Chronic back pain is associated with decreased prefrontal and thalamic gray matter density
The role of the brain in chronic pain conditions remains speculative. We compared brain morphology of 26 chronic back pain (CBP) patients to matched control subjects, using magnetic resonance imaging brain scan data and automated analysis techniques. CBP patients were divided into neuropathic, exhibiting pain because of sciatic nerve damage, and non-neuropathic groups. Pain-related characteristics were correlated to morphometric measures. Neocortical gray matter volume was compared after skull normalization. Patients with CBP showed 5-11% less neocortical gray matter volume than control subjects. The magnitude of this decrease is equivalent to the gray matter volume lost in 10-20 years of normal aging. The decreased volume was related to pain duration, indicating a 1.3 cm3 loss of gray matter for every year of chronic pain. Regional gray matter density in 17 CBP patients was compared with matched controls using voxel-based morphometry and nonparametric statistics. Gray matter density was reduced in bilateral dorsolateral prefrontal cortex and right thalamus and was strongly related to pain characteristics in a pattern distinct for neuropathic and non-neuropathic CBP. Our results imply that CBP is accompanied by brain atrophy and suggest that the pathophysiology of chronic pain includes thalamocortical processes.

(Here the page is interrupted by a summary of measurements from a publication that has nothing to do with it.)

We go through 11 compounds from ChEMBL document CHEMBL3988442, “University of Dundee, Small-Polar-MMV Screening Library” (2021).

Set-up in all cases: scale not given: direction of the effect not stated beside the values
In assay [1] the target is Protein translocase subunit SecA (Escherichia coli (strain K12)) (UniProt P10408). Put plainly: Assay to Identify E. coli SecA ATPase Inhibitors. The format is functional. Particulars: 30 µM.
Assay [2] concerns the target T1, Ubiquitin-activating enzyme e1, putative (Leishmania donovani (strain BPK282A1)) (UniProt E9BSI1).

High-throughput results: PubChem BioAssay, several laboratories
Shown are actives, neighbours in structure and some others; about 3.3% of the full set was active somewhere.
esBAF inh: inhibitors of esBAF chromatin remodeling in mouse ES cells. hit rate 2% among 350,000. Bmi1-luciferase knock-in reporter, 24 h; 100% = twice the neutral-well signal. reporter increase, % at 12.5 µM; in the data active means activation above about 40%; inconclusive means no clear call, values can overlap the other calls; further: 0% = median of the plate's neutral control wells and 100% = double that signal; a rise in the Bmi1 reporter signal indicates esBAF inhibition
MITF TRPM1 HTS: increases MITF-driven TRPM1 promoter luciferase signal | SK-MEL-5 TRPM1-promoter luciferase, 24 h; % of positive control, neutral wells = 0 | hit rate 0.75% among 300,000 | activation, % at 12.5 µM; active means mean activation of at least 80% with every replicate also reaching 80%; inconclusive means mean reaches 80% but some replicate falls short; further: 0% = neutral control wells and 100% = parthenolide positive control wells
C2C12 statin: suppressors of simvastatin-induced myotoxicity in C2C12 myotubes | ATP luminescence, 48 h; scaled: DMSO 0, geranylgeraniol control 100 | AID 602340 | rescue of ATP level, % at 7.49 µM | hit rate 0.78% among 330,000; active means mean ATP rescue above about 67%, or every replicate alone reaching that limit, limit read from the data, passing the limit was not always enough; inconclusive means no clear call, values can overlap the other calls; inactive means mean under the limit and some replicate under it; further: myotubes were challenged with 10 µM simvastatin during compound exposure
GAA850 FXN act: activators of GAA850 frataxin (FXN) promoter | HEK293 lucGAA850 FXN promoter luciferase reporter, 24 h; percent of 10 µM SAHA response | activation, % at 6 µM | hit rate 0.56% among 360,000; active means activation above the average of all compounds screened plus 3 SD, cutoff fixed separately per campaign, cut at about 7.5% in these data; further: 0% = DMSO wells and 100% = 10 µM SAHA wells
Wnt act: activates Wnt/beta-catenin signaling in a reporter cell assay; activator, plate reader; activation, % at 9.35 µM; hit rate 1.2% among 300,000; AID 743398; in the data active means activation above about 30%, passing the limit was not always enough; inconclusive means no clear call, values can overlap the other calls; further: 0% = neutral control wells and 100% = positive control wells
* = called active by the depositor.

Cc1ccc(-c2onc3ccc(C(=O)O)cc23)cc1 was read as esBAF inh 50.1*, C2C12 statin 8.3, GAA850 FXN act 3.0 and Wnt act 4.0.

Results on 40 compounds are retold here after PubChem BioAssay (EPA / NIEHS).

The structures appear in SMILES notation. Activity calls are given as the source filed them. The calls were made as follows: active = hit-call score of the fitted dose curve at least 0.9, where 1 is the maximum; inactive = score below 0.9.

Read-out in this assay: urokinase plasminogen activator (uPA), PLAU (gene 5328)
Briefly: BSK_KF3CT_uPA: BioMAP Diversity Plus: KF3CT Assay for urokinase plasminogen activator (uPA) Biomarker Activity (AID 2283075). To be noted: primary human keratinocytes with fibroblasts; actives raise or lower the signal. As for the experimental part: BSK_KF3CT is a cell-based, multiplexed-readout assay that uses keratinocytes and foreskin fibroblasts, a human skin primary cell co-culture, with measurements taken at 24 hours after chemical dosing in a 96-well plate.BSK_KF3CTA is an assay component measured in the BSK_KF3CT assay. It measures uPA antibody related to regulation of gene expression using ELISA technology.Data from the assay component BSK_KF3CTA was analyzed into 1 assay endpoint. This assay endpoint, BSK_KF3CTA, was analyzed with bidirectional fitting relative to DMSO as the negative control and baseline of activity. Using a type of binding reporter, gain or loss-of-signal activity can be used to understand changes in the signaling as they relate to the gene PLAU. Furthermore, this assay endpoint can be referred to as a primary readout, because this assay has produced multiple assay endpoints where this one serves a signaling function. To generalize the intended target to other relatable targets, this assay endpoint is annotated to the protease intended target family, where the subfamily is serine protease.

Available from: Jennifer Yanhua Xie
- "However, the risk of chronic pain increases to nearly 50% with thoracotomies and amputations (Kehlet et al., 2006). As pain progresses from an acute origin, as from an injury or surgery, to a chronic condition, negative emotional states associated with chronic pain not only exacerbate physiological pain sensitivity (Borsook et al., 2013) but may also increase the incidence of comorbidities like depression, anxiety, anhedonia (e.g., the inability to experience pleasure), sleep disturbance, decision-making abnormalities, and even risk for suicide (Apkarian et al., 2004). In spite of its prevalence and impact on patients' lives and on society, chronic pain and comorbid affective disorders are still poorly managed and current therapies are often inadequate (Backonja et al., 2006, Finnerup et al., 2010). "
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ABSTRACT: Chronic pain is an important public health problem that negatively impacts quality of life of affected individuals and exacts enormous socio-economic costs. Chronic pain is often accompanied by comorbid emotional disorders including anxiety, depression and possibly anhedonia. The neural circuits underlying the intersection of pain and pleasure are not well understood. We summarize recent human and animal investigations demonstrating that aversive aspects of pain are encoded in brain regions overlapping with areas processing reward and motivation. We highlight findings revealing anatomical and functional alterations of reward/motivation circuits in chronic pain. Finally, we review supporting evidence for the concept that pain relief is rewarding and activates brain reward/motivation circuits. Adaptations in brain reward circuits may be fundamental to the pathology of chronic pain. Knowledge of brain reward processing in the context of pain could lead to the development of new therapeutics for the treatment of emotional aspects of pain and comorbid conditions. This article is protected by copyright. All rights reserved.
Available from: Preet Bano Singh
- "Prefrontal cortices, as DLPFC, processes attentional and memory components of noxious stimulation (Peyron et al., 2000). However, in other chronic pains the DLPFC showed an increase of GMC (Apkarian et al., 2004). BMS is often associated with depression and the DLPFC is likely a key area in depression, together with hippocampus and neighbouring areas. "